Brad: Chris Cooley‘s quarterback situation is even more of a mess this year. The guy accumulates yards, but he just doesn’t score touchdowns. It’s almost hard to believe that Cooley has just six touchdowns since 2007. And I don’t necessarily think Dustin Keller is going to fall off, but he’s not improving fast enough for me. Don’t believe that this will be a breakout season for the Jets’ tight end. Thoughts on those guys?

Sean: Cooley will get yardage no matter who’s in the captain’s chair to lead the imminent shipwreck in Washington, but his minimal touchdown production has prompted his status as a No. 1 TE to fade fast.

Tony Gonzalez will also continue his fade. Father time can be an absolute jerk, and Gonzalez’s days as the king of the tight end crop are long gone. He posted his lowest reception total (70) last year since 2002, and his lowest yardage total since 1998 (656). His yardage decline is especially glaring when we look at the past two seasons and the combined total of 1,523, while during his last year in Kansas City in 2008 Gonzalez had 1,058. Despite this nightmarish downturn and the likely decrease in touches due to the addition of Julio Jones, Gonzalez is still a reliable fallback option if you miss out on the top tier tight ends.

Busts

Brad: I actually have Gonzalez listed as my top bust, so I’m in that boat plus some. I think this is the year he loses relevance. Another guy I have little faith in is Visanthe Shiancoe, whose numbers dipped last year and might dip even more if the Vikings struggle in 2011 (which they will).

Sean: I’m also worried about Zach Miller’s value in the Seattle offense. Tarvaris Jackson has a painfully pedestrian 53.8 completion percentage during the Seahawks’ two preseason games, and although Miller showed us in Oakland that he can still produce in a sub-par offense, that has its limits. Jackson isn’t even Jason Campbell, and I fear a season filled with lowlights of his first read breaking down, and then the scrambling fire drill begins. Sometimes Miller will be the safety valve during the chaos, but more often the outcome will be a sack or a ball in the first row.

Rookies

Brad: Kyle Rudolph doesn’t have any fantasy value in Minnesota, but he’s another small reason to stay away from Shiancoe. Jordan Cameron appears to be buried on the Browns’ depth chart. So unless you have anyone in mind, I’m thinking this will be a dead year for rookie fantasy tight ends.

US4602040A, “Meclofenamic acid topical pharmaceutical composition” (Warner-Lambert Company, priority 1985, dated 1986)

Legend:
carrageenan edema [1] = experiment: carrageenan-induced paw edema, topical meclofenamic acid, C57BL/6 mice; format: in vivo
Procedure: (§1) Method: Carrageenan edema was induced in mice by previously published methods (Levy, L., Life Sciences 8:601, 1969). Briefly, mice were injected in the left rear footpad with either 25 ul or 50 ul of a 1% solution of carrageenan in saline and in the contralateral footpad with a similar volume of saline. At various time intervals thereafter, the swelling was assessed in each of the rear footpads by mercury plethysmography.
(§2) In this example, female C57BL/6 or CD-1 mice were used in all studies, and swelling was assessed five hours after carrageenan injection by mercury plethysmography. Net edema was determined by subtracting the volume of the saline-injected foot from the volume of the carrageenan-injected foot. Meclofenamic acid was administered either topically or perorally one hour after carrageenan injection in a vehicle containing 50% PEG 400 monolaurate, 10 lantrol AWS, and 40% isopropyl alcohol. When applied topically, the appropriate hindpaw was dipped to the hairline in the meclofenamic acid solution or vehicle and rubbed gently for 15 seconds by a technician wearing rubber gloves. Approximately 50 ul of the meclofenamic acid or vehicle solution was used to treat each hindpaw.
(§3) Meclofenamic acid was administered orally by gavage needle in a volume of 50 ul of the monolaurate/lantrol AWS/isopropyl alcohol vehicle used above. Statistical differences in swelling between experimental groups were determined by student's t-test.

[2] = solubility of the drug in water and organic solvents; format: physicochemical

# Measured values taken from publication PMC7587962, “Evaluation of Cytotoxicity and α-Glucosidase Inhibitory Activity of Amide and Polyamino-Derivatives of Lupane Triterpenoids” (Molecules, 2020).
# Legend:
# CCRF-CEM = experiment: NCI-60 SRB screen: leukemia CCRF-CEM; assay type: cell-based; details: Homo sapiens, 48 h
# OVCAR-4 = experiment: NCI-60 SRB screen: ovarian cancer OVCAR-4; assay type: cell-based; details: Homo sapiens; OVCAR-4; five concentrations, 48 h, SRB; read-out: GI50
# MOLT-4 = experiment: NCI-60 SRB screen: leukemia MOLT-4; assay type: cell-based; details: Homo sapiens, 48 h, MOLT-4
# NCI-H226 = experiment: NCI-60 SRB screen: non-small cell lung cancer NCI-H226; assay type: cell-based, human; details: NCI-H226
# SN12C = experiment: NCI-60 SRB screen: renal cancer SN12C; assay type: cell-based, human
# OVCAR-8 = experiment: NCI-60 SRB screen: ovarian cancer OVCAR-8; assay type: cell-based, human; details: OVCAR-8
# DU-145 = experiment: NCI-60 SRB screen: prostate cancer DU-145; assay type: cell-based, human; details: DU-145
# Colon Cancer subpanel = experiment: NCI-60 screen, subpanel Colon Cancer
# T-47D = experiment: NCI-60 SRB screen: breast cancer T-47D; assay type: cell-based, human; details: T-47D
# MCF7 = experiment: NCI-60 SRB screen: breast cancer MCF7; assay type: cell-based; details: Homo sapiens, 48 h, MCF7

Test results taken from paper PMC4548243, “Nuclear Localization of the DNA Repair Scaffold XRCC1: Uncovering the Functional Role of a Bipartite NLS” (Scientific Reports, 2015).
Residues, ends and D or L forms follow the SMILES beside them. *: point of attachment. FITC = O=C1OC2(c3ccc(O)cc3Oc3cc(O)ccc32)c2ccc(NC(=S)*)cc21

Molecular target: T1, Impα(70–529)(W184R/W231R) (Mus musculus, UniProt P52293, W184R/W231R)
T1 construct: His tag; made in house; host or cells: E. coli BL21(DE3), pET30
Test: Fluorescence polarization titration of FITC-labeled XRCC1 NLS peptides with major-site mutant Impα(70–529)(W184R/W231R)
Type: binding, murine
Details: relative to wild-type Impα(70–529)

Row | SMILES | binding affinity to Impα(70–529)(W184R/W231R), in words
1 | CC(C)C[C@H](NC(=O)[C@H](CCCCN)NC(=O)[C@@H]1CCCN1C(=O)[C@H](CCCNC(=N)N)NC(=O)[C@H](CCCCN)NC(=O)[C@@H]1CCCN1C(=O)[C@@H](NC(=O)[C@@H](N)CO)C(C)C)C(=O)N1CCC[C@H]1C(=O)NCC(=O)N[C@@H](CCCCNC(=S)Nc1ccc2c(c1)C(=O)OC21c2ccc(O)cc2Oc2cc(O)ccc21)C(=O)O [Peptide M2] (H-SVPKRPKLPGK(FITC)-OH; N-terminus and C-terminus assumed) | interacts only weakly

Sean: The only other rookie tight end with fringe value is Lance Kendricks. The NFL is a league of imitators offensively, so after seeing New England’s success last year with their young dual tight ends, Josh McDaniels could opt to do something similar in St. Louis with Kendricks and Michael Hoomanawanui, who’s in his second season and is a blogger’s nightmare. Hoomanawanui had two touchdowns and 146 receiving yards in just seven games before his season ended because of an ankle injury.

The injury bug has also caught Hoonmanawanui early this year, and he’s currently sidelined with a calf injury. It’s only expected to keep him out for two weeks, but Kendricks could become an early sleeper if it lingers.

Brad: Not gonna lie, I wasn’t really paying attention to most of that. I’m sure it was compelling and rich though. That’s a wrap. Laura Diakun’s here tomorrow to preview fantasy kickers and defenses.

BRAD’S LIST
1 Jason Witten Super consistent and he hasn’t missed a game since ’04.
2 Antonio Gates If he plays all 16 games, he’s the best TE out there. But will he do that?
3 Vernon Davis Lack of quarterback isn’t an excuse to rank him lower.
4 Kellen Winslow Big year coming for the Tampa offense.
5 Dallas Clark If he stays healthy and has Peyton Manning, he’ll be a top-three TE.
6 Jermichael Finley Another guy who’s unstoppable when healthy. When healthy.
7 Owen Daniels Ignore 2010; he was still bothered by that knee injury.
8 Greg Olsen They’ll be using the tight ends a lot in Carolina.
9 Marcedes Lewis David Garrard’s favorite target might push double-digit touchdowns again.
10 Brandon Pettigrew Dude had 722 yards in his sophomore season.
11 Rob Gronkowski Tom Brady’s top red-zone target in 2010. But watch Aaron Hernandez.
12 Chris Cooley Always flying under the radar, but watch his injury status. Never scores.
13 Kevin Boss Takes Zach Miller’s role in Oakland.
14 Zach Miller Will likely be targeted a lot in Seattle.
15 Tony Moeaki Had 556 yards as a rookie. Could benefit from addition of Steve Breaston.
16 Benjamin Watson Might be able to follow up strong 2010 in the west coast offense.
17 Jermaine Gresham A new opening with Terrell Owens and Chad Ochocinco gone.
18 Dustin Keller Numbers improving slowly but steadily.
19 Jared Cook Primed to break out in Tennessee’s wide-open offense.
20 Jimmy Graham Emerged in second half of 2010.
SEAN’S LIST
1 Antonio Gates His 2009 season proved that an injury shouldn’t make you shy away.
2 Vernon Davis Crabtree could steal some red-zone looks.
3 Jason Witten +1,000 yards in three of his past four seasons.
4 Dallas Clark Back for a healthy season, and has 30 TDs since 2007.
5 Jermichael Finley Also fully mended, and ready to showcase his exceptional speed.
6 Owen Daniels Have I talked about health yet? The reward here is great, and so is the risk.
7 Kellen Winslow Williams’ emergence could reduce red-zone touches.
8 Marcedes Lewis In a position based on pay dirt, he tied for the lead last year (10 TDs)
9 Visanthe Shiancoe Loss of Rice, and McNabb’s terribleness are concerning.
10 Greg Olsen Newton will rely heavily on a safety valve.
11 Dustin Keller Could be leaned on more due to departure of WRs.
12 Rob Gronkowski One of three targets competing for touches up the middle.
13 Chris Cooley Yardage will be there, but the touchdowns won’t.
14 Brandon Pettigrew Will be edging towards the top 5 by season’s end.
15 Tony Gonzalez The rapid fade will continue.
16 Jimmy Graham Buy the hype, but just don’t buy too high.
17 Todd Heap Leaves Baltimore for a more pass-oriented offense.
18 Benjamin Watson Value tied to McCoy’s maturation.
19 Zach Miller Little trust in Tarvaris Jackson or Charlie Whitehurst.
20 Brent Celek Fringe No. 1 TE now after emergence of surrounding weapons.